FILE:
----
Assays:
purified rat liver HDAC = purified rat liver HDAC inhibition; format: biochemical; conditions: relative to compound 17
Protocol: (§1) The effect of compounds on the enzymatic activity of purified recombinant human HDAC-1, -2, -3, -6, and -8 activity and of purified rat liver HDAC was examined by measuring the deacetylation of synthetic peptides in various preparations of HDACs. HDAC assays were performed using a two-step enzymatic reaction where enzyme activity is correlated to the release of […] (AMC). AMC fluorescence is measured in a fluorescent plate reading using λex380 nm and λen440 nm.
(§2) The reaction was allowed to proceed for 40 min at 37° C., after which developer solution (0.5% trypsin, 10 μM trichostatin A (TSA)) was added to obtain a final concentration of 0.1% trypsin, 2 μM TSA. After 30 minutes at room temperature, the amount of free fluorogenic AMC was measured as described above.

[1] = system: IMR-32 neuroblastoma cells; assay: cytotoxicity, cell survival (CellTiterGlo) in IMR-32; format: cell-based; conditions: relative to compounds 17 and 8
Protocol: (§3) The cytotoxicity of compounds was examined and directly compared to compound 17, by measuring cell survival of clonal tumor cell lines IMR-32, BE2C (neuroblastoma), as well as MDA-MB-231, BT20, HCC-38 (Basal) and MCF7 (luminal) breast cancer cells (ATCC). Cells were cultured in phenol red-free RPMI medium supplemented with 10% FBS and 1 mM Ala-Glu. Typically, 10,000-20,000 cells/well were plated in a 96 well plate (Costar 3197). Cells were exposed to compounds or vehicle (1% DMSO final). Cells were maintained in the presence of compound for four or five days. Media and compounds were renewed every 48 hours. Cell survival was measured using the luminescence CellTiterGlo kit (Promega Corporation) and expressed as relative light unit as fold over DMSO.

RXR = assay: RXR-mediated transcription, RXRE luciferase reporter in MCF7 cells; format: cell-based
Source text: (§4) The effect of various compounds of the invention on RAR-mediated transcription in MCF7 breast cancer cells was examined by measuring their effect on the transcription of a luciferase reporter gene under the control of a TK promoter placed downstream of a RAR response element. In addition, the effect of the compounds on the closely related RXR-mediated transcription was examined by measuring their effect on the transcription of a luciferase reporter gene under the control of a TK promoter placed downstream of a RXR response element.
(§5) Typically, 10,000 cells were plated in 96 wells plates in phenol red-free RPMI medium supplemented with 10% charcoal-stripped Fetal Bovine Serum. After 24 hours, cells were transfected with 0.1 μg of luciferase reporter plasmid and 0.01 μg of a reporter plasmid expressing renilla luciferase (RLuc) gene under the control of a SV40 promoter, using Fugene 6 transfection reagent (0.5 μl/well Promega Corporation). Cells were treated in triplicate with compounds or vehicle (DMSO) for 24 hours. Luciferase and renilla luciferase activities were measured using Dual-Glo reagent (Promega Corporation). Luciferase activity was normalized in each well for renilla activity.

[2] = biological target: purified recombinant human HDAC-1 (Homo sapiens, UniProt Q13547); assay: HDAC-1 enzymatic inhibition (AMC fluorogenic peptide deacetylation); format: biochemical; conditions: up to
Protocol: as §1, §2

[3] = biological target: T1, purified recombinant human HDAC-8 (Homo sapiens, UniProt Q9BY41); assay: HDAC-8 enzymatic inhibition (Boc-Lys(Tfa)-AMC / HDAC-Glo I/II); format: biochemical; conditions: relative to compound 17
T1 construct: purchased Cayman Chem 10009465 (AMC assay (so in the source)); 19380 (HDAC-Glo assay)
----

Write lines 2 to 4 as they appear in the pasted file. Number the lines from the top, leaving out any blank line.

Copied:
purified rat liver HDAC = purified rat liver HDAC inhibition; format: biochemical; conditions: relative to compound 17
Protocol: (§1) The effect of compounds on the enzymatic activity of purified recombinant human HDAC-1, -2, -3, -6, and -8 activity and of purified rat liver HDAC was examined by measuring the deacetylation of synthetic peptides in various preparations of HDACs. HDAC assays were performed using a two-step enzymatic reaction where enzyme activity is correlated to the release of […] (AMC). AMC fluorescence is measured in a fluorescent plate reading using λex380 nm and λen440 nm.
(§2) The reaction was allowed to proceed for 40 min at 37° C., after which developer solution (0.5% trypsin, 10 μM trichostatin A (TSA)) was added to obtain a final concentration of 0.1% trypsin, 2 μM TSA. After 30 minutes at room temperature, the amount of free fluorogenic AMC was measured as described above.